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Modification of the risk of mortality

May Grossman, age 57, is admitted for elective surgery to reverse a colostomy from a previous surgical procedure. Her health has been good except for occasional diverticulitis bouts. She takes care of her three grandchildren several times a week.

Mrs. Grossman tolerates the surgery well until postop day 2, when she complains of shortness of breath. You measure her temperature at 101.4° F (38.5° C). A workup reveals an elevated white blood cell (WBC) count; a chest X-ray shows a left lower lobe in­filtrate.

The physician initiates antibiotics and respiratory treatments, but Mrs. Grossman continues to
deteriorate. She is transferred to the intensive care unit with a diagno­-sis of hospital-acquired pneumonia (HAP).

Nurses on medical-surgical and intensive care units (ICUs) are familiar with scenarios like this: A healthy person enters the hospital but deteriorates suddenly from HAP.

Since 2008, Medicare payment policy and the National Healthcare Safety Network (NHSN) have focused hospitals’ efforts on reducing HAP and other hospital-acquired infections (HAIs) by mandating prevention policies and monitoring of device-associated infections, such as central-line associated bloodstream infections (CLABSIs), catheter-associated urinary tract infections (CAUTIs), and ventilator-associated pneumonia (VAP). Over the last 10 years, incidence of device-associated infections has dropped significantly.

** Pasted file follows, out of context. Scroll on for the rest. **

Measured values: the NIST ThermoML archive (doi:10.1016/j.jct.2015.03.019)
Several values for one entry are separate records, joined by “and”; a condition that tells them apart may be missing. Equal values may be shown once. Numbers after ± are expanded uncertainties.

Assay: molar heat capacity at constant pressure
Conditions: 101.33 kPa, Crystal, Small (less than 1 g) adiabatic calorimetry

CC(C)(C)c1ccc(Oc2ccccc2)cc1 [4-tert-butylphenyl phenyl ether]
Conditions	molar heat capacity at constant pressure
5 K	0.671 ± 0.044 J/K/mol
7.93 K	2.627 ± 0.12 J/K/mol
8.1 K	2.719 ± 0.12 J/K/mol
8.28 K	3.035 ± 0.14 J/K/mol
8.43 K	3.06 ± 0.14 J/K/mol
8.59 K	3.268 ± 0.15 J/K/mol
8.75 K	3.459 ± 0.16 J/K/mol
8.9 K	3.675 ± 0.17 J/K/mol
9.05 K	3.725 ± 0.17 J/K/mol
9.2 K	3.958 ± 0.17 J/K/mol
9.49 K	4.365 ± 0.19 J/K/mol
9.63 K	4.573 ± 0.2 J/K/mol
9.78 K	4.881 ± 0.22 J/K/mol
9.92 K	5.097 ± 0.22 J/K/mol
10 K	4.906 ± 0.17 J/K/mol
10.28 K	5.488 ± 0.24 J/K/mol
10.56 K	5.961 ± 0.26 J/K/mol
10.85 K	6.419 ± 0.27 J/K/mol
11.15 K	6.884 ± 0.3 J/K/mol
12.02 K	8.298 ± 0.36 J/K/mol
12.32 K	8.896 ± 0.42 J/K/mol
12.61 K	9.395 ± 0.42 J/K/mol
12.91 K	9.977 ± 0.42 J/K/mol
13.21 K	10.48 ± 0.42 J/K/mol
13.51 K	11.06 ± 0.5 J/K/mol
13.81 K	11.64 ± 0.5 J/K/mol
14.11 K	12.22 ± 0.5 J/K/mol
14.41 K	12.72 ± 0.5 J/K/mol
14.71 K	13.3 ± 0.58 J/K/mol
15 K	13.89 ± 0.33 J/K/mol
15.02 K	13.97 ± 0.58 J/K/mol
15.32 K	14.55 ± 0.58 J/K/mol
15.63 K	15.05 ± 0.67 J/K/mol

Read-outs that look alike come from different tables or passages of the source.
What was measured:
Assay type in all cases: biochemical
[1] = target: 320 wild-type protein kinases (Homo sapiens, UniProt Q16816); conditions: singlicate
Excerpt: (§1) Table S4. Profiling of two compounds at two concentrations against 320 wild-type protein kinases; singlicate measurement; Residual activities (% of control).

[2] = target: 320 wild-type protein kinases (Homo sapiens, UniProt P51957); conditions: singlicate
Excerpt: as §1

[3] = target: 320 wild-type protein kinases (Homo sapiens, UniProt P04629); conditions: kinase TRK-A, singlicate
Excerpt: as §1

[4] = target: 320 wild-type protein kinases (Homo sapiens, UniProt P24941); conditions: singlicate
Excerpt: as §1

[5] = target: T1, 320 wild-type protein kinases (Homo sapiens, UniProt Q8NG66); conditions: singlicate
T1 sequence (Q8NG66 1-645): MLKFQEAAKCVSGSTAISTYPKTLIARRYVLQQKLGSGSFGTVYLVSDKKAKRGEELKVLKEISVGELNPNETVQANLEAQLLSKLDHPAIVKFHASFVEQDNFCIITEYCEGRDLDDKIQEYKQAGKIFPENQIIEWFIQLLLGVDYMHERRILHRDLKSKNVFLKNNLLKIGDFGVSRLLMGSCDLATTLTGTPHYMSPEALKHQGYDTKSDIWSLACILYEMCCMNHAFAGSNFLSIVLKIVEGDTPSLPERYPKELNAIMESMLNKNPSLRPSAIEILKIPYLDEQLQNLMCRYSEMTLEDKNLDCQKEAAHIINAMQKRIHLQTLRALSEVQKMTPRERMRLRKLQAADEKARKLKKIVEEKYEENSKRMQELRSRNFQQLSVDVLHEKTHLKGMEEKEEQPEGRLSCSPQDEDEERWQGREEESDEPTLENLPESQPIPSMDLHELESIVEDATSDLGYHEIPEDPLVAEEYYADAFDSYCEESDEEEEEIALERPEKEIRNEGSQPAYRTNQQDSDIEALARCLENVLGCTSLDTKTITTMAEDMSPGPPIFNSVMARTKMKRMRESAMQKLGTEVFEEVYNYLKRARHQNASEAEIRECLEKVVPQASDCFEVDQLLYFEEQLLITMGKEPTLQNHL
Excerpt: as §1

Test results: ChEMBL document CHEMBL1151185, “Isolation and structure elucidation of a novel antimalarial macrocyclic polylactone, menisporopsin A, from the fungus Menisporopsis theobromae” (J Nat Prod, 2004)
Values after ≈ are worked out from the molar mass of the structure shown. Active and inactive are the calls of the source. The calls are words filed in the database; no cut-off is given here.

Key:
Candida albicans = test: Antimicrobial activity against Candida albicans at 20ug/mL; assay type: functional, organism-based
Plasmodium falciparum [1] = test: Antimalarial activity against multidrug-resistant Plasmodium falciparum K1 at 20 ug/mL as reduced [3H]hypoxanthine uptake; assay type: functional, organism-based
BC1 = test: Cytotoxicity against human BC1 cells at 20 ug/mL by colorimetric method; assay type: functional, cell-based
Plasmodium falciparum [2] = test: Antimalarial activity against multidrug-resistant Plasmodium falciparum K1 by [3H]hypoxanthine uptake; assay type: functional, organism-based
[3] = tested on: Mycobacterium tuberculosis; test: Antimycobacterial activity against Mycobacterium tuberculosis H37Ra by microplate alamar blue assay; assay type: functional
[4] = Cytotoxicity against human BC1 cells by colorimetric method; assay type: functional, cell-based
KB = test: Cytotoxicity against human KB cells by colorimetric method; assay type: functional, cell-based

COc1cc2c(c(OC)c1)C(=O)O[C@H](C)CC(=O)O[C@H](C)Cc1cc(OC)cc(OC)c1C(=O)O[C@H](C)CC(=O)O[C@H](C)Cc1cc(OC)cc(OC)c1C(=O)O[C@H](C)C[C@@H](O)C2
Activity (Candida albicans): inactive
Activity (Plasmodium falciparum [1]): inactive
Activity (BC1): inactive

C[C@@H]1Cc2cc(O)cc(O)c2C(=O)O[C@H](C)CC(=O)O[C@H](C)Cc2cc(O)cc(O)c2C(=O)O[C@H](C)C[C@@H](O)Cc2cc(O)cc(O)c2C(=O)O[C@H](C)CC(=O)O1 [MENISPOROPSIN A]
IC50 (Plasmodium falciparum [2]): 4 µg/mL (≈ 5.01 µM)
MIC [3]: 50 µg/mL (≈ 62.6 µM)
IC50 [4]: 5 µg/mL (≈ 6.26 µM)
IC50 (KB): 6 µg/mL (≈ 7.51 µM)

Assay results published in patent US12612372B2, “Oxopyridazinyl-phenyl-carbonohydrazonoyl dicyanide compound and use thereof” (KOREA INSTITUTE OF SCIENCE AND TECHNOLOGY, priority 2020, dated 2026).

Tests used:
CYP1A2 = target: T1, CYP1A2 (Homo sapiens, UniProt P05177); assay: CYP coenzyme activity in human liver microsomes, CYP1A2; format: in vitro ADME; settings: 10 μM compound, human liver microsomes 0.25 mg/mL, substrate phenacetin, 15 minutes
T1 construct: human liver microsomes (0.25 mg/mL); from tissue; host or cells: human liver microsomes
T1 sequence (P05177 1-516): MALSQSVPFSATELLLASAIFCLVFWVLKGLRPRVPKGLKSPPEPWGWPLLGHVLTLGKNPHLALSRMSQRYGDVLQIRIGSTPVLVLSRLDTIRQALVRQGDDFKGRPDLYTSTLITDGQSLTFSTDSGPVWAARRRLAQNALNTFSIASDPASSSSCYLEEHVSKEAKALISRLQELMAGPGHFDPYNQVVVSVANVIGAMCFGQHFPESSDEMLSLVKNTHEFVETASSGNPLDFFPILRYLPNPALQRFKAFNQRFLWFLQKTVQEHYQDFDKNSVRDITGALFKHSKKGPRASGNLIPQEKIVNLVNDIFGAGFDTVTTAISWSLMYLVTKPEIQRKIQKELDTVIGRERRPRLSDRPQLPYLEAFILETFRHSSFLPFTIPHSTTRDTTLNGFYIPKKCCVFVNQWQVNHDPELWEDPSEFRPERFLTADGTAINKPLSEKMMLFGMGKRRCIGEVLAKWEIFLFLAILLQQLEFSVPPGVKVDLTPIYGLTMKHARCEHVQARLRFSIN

But the three most common device-associated infections account for only about 25% of HAIs. What’s more, VAP represents only 38% of total HAP cases. Hospitals are striving to meet NHSN requirements; yet monitoring and interventions to prevent nonventilator HAP (NV-HAP) aren’t required. As a result, cases like Mrs. Grossman’s go unnoticed for their potential to inform basic nursing care and HAI prevention.

This article discusses the causes and impact of unaddressed NV-HAP and explains why we need to return to basic nursing and oral care to prevent this illness.